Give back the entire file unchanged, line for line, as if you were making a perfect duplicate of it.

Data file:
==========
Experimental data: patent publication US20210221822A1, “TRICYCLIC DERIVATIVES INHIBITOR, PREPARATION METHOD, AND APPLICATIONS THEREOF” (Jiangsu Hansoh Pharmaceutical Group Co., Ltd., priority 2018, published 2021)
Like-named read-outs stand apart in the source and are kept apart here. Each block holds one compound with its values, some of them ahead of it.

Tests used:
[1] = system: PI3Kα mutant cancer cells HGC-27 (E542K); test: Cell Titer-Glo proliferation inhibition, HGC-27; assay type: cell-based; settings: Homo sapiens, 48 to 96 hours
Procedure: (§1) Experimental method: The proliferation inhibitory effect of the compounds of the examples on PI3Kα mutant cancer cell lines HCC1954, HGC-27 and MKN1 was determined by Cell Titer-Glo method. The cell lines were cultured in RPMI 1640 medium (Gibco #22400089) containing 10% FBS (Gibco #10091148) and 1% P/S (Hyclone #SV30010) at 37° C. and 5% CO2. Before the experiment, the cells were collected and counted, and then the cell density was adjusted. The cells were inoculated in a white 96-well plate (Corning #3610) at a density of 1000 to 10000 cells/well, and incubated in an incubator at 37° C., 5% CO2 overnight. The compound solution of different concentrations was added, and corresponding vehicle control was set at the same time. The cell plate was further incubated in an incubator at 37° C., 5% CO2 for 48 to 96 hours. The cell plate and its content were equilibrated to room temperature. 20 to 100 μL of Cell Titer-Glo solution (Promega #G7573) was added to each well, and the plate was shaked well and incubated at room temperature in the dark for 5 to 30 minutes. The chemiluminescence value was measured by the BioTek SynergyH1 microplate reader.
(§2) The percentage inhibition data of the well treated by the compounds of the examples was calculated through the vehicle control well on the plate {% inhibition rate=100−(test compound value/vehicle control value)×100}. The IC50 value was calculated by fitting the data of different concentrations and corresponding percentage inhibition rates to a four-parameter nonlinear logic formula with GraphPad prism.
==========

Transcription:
Experimental data: patent publication US20210221822A1, “TRICYCLIC DERIVATIVES INHIBITOR, PREPARATION METHOD, AND APPLICATIONS THEREOF” (Jiangsu Hansoh Pharmaceutical Group Co., Ltd., priority 2018, published 2021)
Like-named read-outs stand apart in the source and are kept apart here. Each block holds one compound with its values, some of them ahead of it.

Tests used:
[1] = system: PI3Kα mutant cancer cells HGC-27 (E542K); test: Cell Titer-Glo proliferation inhibition, HGC-27; assay type: cell-based; settings: Homo sapiens, 48 to 96 hours
Procedure: (§1) Experimental method: The proliferation inhibitory effect of the compounds of the examples on PI3Kα mutant cancer cell lines HCC1954, HGC-27 and MKN1 was determined by Cell Titer-Glo method. The cell lines were cultured in RPMI 1640 medium (Gibco #22400089) containing 10% FBS (Gibco #10091148) and 1% P/S (Hyclone #SV30010) at 37° C. and 5% CO2. Before the experiment, the cells were collected and counted, and then the cell density was adjusted. The cells were inoculated in a white 96-well plate (Corning #3610) at a density of 1000 to 10000 cells/well, and incubated in an incubator at 37° C., 5% CO2 overnight. The compound solution of different concentrations was added, and corresponding vehicle control was set at the same time. The cell plate was further incubated in an incubator at 37° C., 5% CO2 for 48 to 96 hours. The cell plate and its content were equilibrated to room temperature. 20 to 100 μL of Cell Titer-Glo solution (Promega #G7573) was added to each well, and the plate was shaked well and incubated at room temperature in the dark for 5 to 30 minutes. The chemiluminescence value was measured by the BioTek SynergyH1 microplate reader.
(§2) The percentage inhibition data of the well treated by the compounds of the examples was calculated through the vehicle control well on the plate {% inhibition rate=100−(test compound value/vehicle control value)×100}. The IC50 value was calculated by fitting the data of different concentrations and corresponding percentage inhibition rates to a four-parameter nonlinear logic formula with GraphPad prism.